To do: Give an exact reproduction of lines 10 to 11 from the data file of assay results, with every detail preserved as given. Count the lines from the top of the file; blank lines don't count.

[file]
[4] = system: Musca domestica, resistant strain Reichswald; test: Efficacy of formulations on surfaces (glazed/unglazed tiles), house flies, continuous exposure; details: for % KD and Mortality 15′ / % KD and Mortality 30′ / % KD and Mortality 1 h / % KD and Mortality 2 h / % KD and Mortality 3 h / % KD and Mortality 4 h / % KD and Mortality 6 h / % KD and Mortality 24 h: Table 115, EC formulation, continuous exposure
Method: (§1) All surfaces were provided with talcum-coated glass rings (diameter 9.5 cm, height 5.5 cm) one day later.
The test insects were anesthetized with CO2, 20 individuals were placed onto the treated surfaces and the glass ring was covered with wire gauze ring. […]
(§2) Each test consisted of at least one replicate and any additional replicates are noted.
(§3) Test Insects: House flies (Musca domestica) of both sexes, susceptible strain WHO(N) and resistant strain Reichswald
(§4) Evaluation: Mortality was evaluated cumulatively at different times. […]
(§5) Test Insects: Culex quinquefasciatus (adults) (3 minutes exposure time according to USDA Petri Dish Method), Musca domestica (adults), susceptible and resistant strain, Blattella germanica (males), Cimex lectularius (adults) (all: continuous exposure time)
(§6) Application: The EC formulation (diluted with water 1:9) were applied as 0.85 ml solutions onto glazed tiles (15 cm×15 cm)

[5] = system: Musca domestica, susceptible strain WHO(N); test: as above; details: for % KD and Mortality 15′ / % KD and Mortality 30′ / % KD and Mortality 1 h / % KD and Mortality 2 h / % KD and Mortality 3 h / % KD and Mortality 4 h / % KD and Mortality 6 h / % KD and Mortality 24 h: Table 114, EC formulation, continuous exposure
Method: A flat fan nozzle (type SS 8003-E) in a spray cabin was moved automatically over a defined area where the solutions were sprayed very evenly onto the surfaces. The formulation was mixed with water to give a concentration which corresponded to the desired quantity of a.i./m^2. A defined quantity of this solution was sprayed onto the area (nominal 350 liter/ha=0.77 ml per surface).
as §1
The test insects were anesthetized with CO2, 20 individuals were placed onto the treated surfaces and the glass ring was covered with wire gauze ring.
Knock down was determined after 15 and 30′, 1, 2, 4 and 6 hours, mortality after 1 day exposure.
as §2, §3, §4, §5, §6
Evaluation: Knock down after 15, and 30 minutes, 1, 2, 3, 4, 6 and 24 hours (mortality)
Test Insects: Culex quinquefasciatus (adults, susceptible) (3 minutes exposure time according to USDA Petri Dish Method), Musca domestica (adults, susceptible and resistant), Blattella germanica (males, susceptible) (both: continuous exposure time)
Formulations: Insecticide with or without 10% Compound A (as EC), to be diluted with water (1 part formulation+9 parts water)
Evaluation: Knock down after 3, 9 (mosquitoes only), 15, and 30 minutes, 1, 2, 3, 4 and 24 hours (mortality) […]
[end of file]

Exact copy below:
Method: A flat fan nozzle (type SS 8003-E) in a spray cabin was moved automatically over a defined area where the solutions were sprayed very evenly onto the surfaces. The formulation was mixed with water to give a concentration which corresponded to the desired quantity of a.i./m^2. A defined quantity of this solution was sprayed onto the area (nominal 350 liter/ha=0.77 ml per surface).
as §1